YouTube has more than one billion users and is available in 76 different languages, so we understand why you sometimes have that feeling.
On average, more than 60% of the visualizations of a channel do not come from the creator's country. That means that two out of three people who watch your channel can speak a language other than yours. How can you make sure that your viewers around the world discover, understand and enjoy your content without problems? This is where our new set of translation tools comes into play. They are designed to help creators make their content more accessible and understandable to the international public. These include:
Subtitles created by the community and hidden subtitles (CC): Make an open call to add subtitles to your video and let your community help you reach more people in more languages.
Translated titles and descriptions: Translate the titles and descriptions of your videos for fans to discover your videos in their native language. We will show your video information in the corresponding language of each viewer.
Translation market (beta): Request professional translations of your content from your Video Manager. You just have to choose the languages to which you want to translate, process the order and pay. When the translation is complete, we will publish your content automatically and send you a confirmation email.
Some of our partners have already tried these options and have had a very significant impact. The VICE channel, for example, increased daily viewing time by more than 50% with translated videos for Spanish and Portuguese speakers. In fact, the viewing time of Spanish-speaking users tripled.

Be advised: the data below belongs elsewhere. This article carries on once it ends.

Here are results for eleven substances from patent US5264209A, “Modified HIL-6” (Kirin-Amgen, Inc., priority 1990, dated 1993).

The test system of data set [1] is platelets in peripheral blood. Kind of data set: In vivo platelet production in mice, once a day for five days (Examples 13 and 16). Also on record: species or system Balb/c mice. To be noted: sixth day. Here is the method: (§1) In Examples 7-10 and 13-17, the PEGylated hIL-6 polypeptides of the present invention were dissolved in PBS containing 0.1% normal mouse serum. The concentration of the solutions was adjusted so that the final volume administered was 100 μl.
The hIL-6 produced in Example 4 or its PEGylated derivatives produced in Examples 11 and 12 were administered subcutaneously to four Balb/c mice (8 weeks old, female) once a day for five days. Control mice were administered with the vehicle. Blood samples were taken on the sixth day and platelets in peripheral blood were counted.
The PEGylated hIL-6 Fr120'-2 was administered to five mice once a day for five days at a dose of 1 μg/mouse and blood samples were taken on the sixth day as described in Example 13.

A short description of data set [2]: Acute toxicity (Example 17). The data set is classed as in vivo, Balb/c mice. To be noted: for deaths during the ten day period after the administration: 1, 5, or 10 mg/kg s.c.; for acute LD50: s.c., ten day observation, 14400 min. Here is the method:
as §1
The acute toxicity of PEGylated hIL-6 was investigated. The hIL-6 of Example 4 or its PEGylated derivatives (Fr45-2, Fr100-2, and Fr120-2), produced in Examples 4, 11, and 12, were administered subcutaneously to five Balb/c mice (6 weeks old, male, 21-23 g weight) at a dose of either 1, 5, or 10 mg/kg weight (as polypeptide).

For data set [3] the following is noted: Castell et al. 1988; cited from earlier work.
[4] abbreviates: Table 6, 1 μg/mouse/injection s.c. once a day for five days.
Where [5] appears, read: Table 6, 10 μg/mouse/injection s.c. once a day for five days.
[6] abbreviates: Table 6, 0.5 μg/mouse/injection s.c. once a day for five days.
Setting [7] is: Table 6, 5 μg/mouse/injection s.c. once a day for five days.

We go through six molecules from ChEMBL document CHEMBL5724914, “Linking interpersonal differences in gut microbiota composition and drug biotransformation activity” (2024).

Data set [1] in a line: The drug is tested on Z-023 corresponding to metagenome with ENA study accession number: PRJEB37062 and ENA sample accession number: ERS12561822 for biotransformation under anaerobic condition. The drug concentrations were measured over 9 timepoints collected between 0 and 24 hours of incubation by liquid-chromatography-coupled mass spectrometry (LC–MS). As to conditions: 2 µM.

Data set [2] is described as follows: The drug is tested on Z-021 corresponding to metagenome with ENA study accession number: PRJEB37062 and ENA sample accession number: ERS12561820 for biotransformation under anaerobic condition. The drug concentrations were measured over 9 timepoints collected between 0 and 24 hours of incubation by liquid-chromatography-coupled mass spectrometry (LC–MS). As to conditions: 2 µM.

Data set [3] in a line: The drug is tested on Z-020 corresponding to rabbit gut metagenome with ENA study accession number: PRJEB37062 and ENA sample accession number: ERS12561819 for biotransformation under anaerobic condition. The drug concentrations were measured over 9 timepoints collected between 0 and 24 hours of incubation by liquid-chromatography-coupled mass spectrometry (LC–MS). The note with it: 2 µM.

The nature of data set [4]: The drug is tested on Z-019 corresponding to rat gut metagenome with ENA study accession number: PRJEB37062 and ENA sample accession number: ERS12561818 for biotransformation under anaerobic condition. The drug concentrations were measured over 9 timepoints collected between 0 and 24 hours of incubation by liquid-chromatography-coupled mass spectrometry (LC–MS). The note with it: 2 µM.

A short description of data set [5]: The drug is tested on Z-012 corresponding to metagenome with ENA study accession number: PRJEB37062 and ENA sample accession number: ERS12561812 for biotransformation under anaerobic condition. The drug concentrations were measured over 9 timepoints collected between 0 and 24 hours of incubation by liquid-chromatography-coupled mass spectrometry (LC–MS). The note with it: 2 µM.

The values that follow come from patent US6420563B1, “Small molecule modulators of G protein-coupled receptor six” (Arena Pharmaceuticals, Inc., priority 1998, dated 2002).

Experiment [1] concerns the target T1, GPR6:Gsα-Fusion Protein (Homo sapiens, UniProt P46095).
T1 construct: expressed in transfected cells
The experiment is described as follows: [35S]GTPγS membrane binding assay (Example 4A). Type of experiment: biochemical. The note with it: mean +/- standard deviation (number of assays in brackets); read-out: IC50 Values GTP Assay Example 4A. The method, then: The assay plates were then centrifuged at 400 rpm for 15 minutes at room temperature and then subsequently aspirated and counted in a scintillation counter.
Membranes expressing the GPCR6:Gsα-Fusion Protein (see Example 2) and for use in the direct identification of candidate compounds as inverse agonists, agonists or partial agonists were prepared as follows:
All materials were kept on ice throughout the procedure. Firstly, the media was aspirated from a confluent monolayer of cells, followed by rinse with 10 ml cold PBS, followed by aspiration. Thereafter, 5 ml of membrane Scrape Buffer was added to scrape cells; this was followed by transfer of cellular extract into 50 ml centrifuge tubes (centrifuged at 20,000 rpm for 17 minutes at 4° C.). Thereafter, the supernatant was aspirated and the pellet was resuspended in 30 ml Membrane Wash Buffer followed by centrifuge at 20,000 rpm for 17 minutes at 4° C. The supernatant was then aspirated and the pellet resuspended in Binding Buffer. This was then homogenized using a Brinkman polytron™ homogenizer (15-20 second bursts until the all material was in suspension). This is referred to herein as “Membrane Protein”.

These new features have the potential to radically change the way VICE distributes your YouTube content globally, says Jordan DeBor, VICE Video Partnerships Manager. By eliminating the language barrier, YouTube offers the opportunity to create new public in local markets and to expand it in markets where there is already a presence.
With the help of some 20,000 volunteer translators, TED, another important YouTube partner, has been experimenting with open translation calls for thousands of videos in more than one hundred languages. TED joined the pilot test of the new translation tools a few months ago and combined for the first time the translation of titles and descriptions with the translation of subtitles for two thousand videos in 11 languages. As a result, there was a large increase in the localized viewing time of the channel, which grew from 20% to 35% in total, and in many cases reached 60%.
“For more than five years we have been working to eliminate the language barrier of the TED mission of spreading ideas all over the world, explains Kristin Windbigler, director of the TED Open Translation Project. As one of our most important partners, YouTube has removed borders by getting viewers around the world to discover and access our videos.
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